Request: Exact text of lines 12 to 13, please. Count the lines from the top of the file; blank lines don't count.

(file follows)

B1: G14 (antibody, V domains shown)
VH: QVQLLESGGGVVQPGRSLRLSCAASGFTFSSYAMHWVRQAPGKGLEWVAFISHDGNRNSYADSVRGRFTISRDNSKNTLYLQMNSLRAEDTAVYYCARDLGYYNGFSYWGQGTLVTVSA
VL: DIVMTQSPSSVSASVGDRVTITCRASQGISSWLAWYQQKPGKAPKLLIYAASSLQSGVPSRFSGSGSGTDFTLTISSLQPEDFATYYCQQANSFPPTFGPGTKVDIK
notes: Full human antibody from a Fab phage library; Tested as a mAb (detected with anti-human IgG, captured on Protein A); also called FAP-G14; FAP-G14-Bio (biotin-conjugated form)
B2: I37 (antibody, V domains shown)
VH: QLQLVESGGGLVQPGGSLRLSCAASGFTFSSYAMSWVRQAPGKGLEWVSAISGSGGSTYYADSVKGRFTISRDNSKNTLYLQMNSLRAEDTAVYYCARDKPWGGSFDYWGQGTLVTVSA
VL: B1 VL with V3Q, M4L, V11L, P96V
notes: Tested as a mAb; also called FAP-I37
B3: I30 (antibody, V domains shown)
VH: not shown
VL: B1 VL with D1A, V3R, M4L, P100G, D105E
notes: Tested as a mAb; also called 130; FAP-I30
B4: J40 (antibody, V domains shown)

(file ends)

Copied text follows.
notes: Tested as a mAb; also called 130; FAP-I30
B4: J40 (antibody, V domains shown)